After independence many African countries abjured conventional patterns of political representation and democratic participation in the interest of creating a unified state and promoting economic development. Today, however, the dominant models of one-party democracy and African socialism are in terminal collapse as a result of internal pressures a
Table of Contents
Introduction: Socialism or Democracy, Socialism and Democracy -- Controversies -- Economic Democracy, Socialism, and the “Market” -- The State, Civil Society, and Democracy in Africa: Some Theoretical Issues -- Taking Democracy Seriously: Democracy-Bureaucracy Relations -- Democracy and the Agrarian Question in Africa: Reflections on the Politics of States and the Representation of Peasants’ and Women’s Interests -- Discourses of Democracy in the South African Left: A Critical Commentary -- Cases -- The National Resistance Movement, “Grassroots Democracy”, and Dictatorship in Uganda -- Inching Towards Democracy: The Ghanaian “Revolution”, the International Monetary Fund, and the Politics of the Possible -- Pastoralists, Socialism, and Democracy: The Sudanese Experience -- The Peasantariat, Politics, and Democracy in Botswana -- Gender, Participation, and Radicalism in African Nationalism: Its Contemporary Significance -- Beyond the Nation-State? Democracy in the Regional Economic Context -- Conclusion: The Future of Democracy in Africa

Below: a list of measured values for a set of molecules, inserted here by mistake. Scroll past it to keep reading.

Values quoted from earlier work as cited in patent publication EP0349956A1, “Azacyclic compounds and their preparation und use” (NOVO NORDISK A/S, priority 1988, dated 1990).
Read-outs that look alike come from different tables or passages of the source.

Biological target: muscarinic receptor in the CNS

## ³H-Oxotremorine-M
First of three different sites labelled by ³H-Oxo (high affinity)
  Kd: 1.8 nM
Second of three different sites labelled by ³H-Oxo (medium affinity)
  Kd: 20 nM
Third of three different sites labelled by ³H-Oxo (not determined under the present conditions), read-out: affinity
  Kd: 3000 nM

Robin Cohen is professor of sociology and a former director of the Centre for Research in Ethnic Relations, University of Warwick, Coventry. He has previously held appointments at the universities of Ibadan, Birmingham, and the West Indies. He is the author of Labour and Politics in Nigeria (1975), Endgame in South Africa (1986), The New Helots: Migrants in the International Division of Labour (1987), and Contested Domains: Debates in International Labour Studies (1991).
Harry Goulbourne is principal research fellow at the Centre for Research in Ethnic Relations, University of Warwick. He lectured in politics at the University of Dar es Salaam and the University of the West Indies (Mona) for over ten years. He has written extensively on East African and Commonwealth Caribbean politics, and his publications include Politics and State in the Third World (1979), Teachers, Politics and Education in Jamaica, 1892–1972 (1988), and Ethnicity and Nationalism in Post-Imperial Britain (1991).